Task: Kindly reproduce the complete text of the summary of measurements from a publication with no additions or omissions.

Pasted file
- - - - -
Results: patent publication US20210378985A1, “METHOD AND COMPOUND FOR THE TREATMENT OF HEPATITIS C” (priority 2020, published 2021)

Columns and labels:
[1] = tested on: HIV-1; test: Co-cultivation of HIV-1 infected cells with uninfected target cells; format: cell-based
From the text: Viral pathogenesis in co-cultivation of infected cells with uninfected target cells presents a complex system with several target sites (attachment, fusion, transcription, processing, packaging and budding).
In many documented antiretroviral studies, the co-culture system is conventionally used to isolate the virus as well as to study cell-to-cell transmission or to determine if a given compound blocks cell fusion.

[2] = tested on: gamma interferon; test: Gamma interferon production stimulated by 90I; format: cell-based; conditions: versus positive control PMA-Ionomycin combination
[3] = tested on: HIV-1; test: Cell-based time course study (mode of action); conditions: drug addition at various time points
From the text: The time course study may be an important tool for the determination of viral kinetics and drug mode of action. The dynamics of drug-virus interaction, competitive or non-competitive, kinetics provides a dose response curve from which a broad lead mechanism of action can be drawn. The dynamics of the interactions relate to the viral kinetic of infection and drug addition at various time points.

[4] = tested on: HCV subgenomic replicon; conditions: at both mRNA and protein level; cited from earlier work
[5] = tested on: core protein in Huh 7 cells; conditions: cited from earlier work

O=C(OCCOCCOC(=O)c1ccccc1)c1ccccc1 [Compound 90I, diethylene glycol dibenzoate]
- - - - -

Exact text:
Results: patent publication US20210378985A1, “METHOD AND COMPOUND FOR THE TREATMENT OF HEPATITIS C” (priority 2020, published 2021)

Columns and labels:
[1] = tested on: HIV-1; test: Co-cultivation of HIV-1 infected cells with uninfected target cells; format: cell-based
From the text: Viral pathogenesis in co-cultivation of infected cells with uninfected target cells presents a complex system with several target sites (attachment, fusion, transcription, processing, packaging and budding).
In many documented antiretroviral studies, the co-culture system is conventionally used to isolate the virus as well as to study cell-to-cell transmission or to determine if a given compound blocks cell fusion.

[2] = tested on: gamma interferon; test: Gamma interferon production stimulated by 90I; format: cell-based; conditions: versus positive control PMA-Ionomycin combination
[3] = tested on: HIV-1; test: Cell-based time course study (mode of action); conditions: drug addition at various time points
From the text: The time course study may be an important tool for the determination of viral kinetics and drug mode of action. The dynamics of drug-virus interaction, competitive or non-competitive, kinetics provides a dose response curve from which a broad lead mechanism of action can be drawn. The dynamics of the interactions relate to the viral kinetic of infection and drug addition at various time points.

[4] = tested on: HCV subgenomic replicon; conditions: at both mRNA and protein level; cited from earlier work
[5] = tested on: core protein in Huh 7 cells; conditions: cited from earlier work

O=C(OCCOCCOC(=O)c1ccccc1)c1ccccc1 [Compound 90I, diethylene glycol dibenzoate]